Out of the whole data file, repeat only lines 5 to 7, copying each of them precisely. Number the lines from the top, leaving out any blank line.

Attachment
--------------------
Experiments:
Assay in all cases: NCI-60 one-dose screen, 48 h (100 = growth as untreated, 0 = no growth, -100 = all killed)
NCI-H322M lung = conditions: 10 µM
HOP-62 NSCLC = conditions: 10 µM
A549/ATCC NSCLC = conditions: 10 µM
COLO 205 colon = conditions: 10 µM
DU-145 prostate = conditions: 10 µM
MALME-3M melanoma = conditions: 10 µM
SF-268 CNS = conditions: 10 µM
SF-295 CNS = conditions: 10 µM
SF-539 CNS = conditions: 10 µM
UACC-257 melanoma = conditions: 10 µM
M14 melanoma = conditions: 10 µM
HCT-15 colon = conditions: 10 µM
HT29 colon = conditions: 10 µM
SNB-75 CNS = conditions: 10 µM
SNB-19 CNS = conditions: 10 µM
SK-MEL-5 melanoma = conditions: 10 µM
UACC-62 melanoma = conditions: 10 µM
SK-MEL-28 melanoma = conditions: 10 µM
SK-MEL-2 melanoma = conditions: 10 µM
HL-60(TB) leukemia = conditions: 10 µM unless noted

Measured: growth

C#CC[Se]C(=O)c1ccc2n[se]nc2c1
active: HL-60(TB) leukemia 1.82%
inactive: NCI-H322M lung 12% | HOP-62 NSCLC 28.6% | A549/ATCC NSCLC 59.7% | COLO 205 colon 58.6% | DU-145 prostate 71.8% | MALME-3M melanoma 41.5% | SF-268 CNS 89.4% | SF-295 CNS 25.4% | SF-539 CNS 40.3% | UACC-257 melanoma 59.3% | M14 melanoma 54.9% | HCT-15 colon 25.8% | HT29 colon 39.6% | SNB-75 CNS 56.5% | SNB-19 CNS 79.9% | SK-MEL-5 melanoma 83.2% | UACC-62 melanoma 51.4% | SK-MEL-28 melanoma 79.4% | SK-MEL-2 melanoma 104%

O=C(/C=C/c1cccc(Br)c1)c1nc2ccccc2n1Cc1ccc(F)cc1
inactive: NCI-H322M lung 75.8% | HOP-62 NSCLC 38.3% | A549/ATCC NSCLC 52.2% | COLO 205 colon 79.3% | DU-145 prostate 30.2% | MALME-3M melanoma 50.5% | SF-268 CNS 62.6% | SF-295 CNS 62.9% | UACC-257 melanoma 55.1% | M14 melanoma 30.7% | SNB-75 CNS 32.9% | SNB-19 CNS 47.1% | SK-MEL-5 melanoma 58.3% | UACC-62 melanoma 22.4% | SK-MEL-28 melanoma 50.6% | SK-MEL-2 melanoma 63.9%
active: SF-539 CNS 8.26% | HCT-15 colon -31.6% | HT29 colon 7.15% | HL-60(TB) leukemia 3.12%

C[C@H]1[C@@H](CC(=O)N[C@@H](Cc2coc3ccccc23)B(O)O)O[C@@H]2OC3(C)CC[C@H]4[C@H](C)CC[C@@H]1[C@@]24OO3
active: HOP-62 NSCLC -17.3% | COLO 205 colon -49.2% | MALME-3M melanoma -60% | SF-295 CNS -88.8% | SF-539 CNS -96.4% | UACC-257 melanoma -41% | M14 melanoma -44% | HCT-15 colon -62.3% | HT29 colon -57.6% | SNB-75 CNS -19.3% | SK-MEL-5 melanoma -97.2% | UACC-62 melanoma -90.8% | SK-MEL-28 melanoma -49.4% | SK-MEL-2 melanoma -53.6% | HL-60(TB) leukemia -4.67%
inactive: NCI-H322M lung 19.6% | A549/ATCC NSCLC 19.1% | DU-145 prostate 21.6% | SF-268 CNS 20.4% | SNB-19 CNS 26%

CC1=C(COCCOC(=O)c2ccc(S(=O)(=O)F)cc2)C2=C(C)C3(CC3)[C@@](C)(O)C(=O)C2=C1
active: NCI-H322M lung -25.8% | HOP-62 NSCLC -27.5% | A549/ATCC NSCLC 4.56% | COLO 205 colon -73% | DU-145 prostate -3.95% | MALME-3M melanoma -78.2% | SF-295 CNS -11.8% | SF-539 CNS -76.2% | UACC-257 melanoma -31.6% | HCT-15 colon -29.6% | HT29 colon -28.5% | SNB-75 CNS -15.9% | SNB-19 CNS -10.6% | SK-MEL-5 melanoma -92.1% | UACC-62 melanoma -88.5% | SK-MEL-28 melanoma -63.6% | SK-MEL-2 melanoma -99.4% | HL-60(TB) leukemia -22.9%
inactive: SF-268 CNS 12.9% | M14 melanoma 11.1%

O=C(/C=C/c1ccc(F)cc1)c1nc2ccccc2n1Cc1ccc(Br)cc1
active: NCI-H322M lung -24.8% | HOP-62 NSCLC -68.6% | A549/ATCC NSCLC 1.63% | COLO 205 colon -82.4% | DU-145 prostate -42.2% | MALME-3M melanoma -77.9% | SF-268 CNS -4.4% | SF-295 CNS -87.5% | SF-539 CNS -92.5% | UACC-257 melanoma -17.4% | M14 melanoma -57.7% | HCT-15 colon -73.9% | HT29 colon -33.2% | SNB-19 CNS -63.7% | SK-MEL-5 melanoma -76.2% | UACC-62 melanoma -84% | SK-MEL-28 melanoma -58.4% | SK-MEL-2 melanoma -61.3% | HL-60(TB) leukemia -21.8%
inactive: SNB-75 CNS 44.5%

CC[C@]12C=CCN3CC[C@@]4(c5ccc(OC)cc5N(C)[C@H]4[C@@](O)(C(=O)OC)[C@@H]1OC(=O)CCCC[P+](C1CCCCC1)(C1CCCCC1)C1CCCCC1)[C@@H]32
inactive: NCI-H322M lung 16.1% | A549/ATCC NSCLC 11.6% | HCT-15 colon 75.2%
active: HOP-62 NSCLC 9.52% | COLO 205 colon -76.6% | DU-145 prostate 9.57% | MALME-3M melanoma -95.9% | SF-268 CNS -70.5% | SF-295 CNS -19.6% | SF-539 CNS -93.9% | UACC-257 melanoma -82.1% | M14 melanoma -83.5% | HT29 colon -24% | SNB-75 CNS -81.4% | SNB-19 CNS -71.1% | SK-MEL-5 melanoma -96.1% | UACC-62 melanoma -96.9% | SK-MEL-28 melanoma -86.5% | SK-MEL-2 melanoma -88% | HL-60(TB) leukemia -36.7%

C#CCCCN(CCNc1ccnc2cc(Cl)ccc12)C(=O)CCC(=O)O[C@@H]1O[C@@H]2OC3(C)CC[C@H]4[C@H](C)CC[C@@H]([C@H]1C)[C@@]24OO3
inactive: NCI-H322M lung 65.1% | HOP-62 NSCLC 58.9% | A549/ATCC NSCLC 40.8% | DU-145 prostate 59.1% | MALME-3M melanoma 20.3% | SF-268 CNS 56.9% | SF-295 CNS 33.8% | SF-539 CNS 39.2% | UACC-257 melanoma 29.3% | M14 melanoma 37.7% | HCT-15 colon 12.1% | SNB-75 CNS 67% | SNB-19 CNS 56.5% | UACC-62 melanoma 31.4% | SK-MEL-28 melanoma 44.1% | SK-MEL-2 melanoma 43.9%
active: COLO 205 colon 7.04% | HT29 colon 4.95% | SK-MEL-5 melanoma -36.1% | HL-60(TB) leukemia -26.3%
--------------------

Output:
A549/ATCC NSCLC = conditions: 10 µM
COLO 205 colon = conditions: 10 µM
DU-145 prostate = conditions: 10 µM